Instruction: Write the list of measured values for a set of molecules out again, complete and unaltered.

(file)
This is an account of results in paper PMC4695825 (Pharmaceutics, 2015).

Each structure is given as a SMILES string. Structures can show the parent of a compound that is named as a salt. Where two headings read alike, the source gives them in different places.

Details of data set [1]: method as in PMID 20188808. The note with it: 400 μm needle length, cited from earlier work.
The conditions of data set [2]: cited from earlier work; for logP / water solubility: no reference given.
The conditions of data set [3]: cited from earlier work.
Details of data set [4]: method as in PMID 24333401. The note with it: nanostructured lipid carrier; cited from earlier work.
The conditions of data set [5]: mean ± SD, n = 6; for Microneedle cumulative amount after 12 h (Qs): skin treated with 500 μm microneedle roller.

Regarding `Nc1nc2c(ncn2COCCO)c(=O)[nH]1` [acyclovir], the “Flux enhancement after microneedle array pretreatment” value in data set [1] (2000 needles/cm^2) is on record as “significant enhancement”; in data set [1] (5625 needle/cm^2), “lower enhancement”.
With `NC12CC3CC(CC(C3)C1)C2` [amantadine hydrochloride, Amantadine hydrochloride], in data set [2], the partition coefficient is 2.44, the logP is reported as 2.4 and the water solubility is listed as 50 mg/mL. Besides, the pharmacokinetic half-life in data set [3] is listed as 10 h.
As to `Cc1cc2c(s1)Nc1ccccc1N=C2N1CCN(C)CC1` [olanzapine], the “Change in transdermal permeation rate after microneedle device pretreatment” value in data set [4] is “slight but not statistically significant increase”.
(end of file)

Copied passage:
This is an account of results in paper PMC4695825 (Pharmaceutics, 2015).

Each structure is given as a SMILES string. Structures can show the parent of a compound that is named as a salt. Where two headings read alike, the source gives them in different places.

Details of data set [1]: method as in PMID 20188808. The note with it: 400 μm needle length, cited from earlier work.
The conditions of data set [2]: cited from earlier work; for logP / water solubility: no reference given.
The conditions of data set [3]: cited from earlier work.
Details of data set [4]: method as in PMID 24333401. The note with it: nanostructured lipid carrier; cited from earlier work.
The conditions of data set [5]: mean ± SD, n = 6; for Microneedle cumulative amount after 12 h (Qs): skin treated with 500 μm microneedle roller.

Regarding `Nc1nc2c(ncn2COCCO)c(=O)[nH]1` [acyclovir], the “Flux enhancement after microneedle array pretreatment” value in data set [1] (2000 needles/cm^2) is on record as “significant enhancement”; in data set [1] (5625 needle/cm^2), “lower enhancement”.
With `NC12CC3CC(CC(C3)C1)C2` [amantadine hydrochloride, Amantadine hydrochloride], in data set [2], the partition coefficient is 2.44, the logP is reported as 2.4 and the water solubility is listed as 50 mg/mL. Besides, the pharmacokinetic half-life in data set [3] is listed as 10 h.
As to `Cc1cc2c(s1)Nc1ccccc1N=C2N1CCN(C)CC1` [olanzapine], the “Change in transdermal permeation rate after microneedle device pretreatment” value in data set [4] is “slight but not statistically significant increase”.